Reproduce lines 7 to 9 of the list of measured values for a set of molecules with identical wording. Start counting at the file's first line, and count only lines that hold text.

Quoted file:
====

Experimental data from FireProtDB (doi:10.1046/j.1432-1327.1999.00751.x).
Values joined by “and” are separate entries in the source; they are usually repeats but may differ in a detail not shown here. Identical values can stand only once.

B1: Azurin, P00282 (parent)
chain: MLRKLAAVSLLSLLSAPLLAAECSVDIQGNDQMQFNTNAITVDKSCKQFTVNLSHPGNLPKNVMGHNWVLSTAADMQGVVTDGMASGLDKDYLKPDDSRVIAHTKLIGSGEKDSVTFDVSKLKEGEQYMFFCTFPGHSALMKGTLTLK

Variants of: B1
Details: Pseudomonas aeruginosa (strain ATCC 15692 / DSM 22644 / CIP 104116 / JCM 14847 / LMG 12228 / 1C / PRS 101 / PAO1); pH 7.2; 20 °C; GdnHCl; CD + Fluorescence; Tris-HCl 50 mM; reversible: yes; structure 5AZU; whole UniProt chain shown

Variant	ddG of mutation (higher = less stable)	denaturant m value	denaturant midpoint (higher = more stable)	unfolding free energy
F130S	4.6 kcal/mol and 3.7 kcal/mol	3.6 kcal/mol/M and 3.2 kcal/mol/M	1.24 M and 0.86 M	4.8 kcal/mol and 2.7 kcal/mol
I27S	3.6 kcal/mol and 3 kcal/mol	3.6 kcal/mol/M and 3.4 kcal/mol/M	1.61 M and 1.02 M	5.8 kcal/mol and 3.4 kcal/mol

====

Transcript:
Variant	ddG of mutation (higher = less stable)	denaturant m value	denaturant midpoint (higher = more stable)	unfolding free energy
F130S	4.6 kcal/mol and 3.7 kcal/mol	3.6 kcal/mol/M and 3.2 kcal/mol/M	1.24 M and 0.86 M	4.8 kcal/mol and 2.7 kcal/mol
I27S	3.6 kcal/mol and 3 kcal/mol	3.6 kcal/mol/M and 3.4 kcal/mol/M	1.61 M and 1.02 M	5.8 kcal/mol and 3.4 kcal/mol